The aerial views of the fragile link previously known as State Highway 1 and the main trunk rail route – swallowed by the earth in many places and shunted onto the foreshore in others – vividly show the country’s vulnerability to severe infrastructure and economic disruption. The Kaikoura coast road and rail route is a particularly delicate thread between mountains and sea, but New Zealand has many similarly thin lifelines, as we saw this week when Wellington was completely cut off by flood waters. In times of calm and comfort, it’s tempting to penny-pinch on investment in vital infrastructure. This week is yet another reminder that expenditure avoided upfront can ultimately lead to much higher cost when disaster strikes. Strong core infrastructure and strong communities – including well-prepared households equipped to survive for a time without power, running water and supermarket access – are the insurance policies that this disaster-prone country can’t afford to be without.

And speaking of insurance, we can only hope that the people of Kaikoura and severely damaged townships such as Waiau will not have to endure the staggering inefficiency, waste, delay and – in many cases – sheer incompetence of the dual system of EQC and private insurance coverage that has been suffered by the residents of Christchurch.

Waiau Lodge Hotel. Photo/Getty Images

Six years on, there are still empty sections where family homes have yet to be rebuilt; some 7000 houses fixed by EQC have to be re-repaired because of sloppy work or inadequate structural analysis; some homes have had to be re-repaired three or four times. In no small measure the failure of the national disaster insurance scheme to do what it was intended to do – to efficiently restore people’s properties and thus enable the recovery of communities – is behind the huge increase in demand for mental health services in the city.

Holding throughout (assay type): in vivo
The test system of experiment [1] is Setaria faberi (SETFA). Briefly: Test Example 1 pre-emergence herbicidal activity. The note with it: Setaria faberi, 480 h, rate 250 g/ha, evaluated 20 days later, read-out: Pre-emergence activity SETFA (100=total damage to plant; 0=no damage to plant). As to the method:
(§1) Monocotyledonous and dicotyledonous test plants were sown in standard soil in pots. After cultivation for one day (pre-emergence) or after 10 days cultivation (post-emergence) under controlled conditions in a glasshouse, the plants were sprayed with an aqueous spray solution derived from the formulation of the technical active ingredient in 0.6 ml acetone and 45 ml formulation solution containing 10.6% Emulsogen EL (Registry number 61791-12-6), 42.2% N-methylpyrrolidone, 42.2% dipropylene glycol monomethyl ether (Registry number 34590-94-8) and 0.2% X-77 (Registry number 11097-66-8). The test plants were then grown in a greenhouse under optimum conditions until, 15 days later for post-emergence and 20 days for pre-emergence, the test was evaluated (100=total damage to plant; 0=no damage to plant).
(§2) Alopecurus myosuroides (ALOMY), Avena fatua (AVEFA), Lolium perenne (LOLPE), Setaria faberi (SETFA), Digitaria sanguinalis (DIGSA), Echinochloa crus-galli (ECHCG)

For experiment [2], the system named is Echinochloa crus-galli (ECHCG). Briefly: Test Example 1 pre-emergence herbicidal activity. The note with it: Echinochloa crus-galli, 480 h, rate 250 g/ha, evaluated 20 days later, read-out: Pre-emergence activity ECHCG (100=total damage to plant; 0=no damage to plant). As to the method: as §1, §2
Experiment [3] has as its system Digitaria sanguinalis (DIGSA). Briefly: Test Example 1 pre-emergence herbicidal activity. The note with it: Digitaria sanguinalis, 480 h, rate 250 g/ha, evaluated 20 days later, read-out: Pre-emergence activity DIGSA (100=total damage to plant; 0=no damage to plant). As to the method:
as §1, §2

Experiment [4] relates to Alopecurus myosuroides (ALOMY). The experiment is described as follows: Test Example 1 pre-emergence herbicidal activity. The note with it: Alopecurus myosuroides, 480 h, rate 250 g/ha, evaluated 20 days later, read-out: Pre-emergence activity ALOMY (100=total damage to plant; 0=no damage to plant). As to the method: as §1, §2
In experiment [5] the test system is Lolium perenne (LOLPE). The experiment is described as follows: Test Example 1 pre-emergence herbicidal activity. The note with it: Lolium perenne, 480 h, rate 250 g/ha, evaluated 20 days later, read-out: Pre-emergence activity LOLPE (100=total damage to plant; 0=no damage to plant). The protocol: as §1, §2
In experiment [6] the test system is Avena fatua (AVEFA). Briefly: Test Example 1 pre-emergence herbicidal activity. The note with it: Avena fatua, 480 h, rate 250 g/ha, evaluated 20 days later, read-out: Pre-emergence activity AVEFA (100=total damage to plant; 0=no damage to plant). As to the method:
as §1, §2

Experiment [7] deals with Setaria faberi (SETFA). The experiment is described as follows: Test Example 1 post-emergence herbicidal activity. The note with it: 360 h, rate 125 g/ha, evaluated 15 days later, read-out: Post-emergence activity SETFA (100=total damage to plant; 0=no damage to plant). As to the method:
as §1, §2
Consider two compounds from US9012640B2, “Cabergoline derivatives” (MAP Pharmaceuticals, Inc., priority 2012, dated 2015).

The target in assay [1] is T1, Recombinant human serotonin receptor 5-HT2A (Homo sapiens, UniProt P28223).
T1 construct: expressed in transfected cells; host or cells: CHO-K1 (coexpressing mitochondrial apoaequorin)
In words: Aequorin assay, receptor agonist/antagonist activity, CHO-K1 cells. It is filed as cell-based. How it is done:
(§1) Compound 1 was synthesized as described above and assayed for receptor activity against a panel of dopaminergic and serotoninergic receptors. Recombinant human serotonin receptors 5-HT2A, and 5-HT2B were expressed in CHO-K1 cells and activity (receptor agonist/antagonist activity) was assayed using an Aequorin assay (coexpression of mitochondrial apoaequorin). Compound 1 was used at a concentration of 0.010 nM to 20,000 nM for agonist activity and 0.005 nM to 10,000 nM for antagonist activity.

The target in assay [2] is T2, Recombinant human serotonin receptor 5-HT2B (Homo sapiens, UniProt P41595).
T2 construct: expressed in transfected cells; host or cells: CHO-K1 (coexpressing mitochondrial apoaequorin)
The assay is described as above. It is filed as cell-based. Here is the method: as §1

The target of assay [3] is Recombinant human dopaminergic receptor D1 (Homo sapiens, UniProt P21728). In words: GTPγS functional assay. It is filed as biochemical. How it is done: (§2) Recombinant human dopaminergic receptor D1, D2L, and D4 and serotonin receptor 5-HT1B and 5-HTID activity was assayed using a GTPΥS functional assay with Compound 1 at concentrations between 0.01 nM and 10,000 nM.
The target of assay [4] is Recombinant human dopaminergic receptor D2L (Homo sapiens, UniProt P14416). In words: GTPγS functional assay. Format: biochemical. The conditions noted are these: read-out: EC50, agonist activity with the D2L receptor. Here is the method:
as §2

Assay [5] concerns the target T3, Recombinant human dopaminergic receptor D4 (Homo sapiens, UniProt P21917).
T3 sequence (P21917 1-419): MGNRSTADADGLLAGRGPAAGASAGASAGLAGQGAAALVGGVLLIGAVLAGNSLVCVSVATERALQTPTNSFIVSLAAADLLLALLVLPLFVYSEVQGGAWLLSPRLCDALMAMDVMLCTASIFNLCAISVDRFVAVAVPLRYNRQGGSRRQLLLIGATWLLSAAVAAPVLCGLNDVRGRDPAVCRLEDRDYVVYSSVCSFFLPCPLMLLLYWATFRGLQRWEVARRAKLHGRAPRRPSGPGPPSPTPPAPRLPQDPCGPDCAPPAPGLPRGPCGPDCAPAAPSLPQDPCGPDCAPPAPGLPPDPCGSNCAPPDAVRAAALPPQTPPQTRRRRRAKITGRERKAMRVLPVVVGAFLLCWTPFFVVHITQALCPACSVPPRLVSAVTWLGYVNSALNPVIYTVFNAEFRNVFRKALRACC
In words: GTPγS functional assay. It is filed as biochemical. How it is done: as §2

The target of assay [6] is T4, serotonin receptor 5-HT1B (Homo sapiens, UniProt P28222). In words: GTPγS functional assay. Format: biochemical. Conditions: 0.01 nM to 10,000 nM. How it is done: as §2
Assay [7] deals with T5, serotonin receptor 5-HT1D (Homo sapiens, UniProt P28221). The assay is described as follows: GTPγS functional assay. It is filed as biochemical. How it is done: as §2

Sadly, this massive earthquake has come before long-overdue reform of EQC has been completed. The Government announced the review of EQC four years ago. A reform bill is not expected until next year. Much of the discussion has gone on inside a black box, with Treasury refusing to even release submissions made in response to its 2015 discussion document. There’s little sign of any serious attempt to plumb the experiences of Christchurch property owners who have deep first-hand knowledge of the system.

However, on Tuesday EQC and the private insurers set up a collaborative “task force” to share information and avoid waste and duplication as they deal with what will be an extremely complex insurance event, with thousands of landslips preventing access to properties and claims likely from areas as far-flung as Auckland and Timaru.

It’s an encouraging sign that lessons have been learnt from Christchurch. Which is good, because the Alpine Fault is still overdue.

This article was first published in the November 26, 2016 issue of the New Zealand Listener.